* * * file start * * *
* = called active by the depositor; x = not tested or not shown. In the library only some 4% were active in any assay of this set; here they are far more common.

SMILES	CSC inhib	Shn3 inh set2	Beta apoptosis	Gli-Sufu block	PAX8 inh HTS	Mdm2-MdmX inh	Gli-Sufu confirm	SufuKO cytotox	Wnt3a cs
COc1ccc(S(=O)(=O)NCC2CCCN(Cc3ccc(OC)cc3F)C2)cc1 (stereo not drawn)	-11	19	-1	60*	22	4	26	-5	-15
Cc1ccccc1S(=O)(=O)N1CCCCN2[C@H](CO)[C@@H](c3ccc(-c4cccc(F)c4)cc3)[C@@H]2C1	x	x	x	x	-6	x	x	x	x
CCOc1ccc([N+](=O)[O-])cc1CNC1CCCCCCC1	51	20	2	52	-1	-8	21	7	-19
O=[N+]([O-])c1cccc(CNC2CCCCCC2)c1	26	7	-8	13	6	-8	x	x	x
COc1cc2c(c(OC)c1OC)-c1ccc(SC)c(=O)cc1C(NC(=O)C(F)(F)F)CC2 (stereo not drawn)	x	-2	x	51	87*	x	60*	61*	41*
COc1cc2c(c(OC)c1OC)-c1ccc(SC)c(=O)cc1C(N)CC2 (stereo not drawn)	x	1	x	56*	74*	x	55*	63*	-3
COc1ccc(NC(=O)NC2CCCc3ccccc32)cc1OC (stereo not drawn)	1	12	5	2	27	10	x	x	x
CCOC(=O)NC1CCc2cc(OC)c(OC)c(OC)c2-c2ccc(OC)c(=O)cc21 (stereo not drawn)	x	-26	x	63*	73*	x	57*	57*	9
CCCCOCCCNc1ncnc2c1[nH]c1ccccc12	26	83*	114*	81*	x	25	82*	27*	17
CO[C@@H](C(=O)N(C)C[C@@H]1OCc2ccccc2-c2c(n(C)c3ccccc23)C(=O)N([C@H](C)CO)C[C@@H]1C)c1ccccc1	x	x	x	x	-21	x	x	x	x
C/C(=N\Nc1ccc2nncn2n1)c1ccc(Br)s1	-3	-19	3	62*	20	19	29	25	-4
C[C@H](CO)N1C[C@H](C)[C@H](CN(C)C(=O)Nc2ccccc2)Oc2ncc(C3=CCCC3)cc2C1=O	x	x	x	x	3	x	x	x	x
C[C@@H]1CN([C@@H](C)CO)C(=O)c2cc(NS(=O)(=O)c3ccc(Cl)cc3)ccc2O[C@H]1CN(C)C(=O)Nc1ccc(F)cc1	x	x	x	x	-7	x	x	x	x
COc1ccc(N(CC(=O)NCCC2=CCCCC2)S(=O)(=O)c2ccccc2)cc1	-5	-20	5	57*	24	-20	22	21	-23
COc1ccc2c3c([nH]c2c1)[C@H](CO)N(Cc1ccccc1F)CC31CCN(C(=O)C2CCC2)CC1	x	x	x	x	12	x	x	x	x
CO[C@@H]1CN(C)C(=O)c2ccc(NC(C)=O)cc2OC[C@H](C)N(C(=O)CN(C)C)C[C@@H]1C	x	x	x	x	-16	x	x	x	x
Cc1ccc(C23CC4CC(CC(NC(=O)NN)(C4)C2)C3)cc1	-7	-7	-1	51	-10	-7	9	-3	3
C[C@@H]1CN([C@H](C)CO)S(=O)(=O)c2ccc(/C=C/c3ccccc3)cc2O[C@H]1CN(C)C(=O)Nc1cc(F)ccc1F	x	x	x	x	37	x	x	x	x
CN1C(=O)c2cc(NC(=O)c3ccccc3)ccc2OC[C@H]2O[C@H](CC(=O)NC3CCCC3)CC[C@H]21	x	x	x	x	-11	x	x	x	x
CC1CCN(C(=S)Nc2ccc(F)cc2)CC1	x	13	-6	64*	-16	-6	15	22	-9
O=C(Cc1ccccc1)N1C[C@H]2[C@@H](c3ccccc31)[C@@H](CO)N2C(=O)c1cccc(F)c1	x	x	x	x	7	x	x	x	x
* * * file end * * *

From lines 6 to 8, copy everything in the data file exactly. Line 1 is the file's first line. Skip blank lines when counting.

O=[N+]([O-])c1cccc(CNC2CCCCCC2)c1	26	7	-8	13	6	-8	x	x	x
COc1cc2c(c(OC)c1OC)-c1ccc(SC)c(=O)cc1C(NC(=O)C(F)(F)F)CC2 (stereo not drawn)	x	-2	x	51	87*	x	60*	61*	41*
COc1cc2c(c(OC)c1OC)-c1ccc(SC)c(=O)cc1C(N)CC2 (stereo not drawn)	x	1	x	56*	74*	x	55*	63*	-3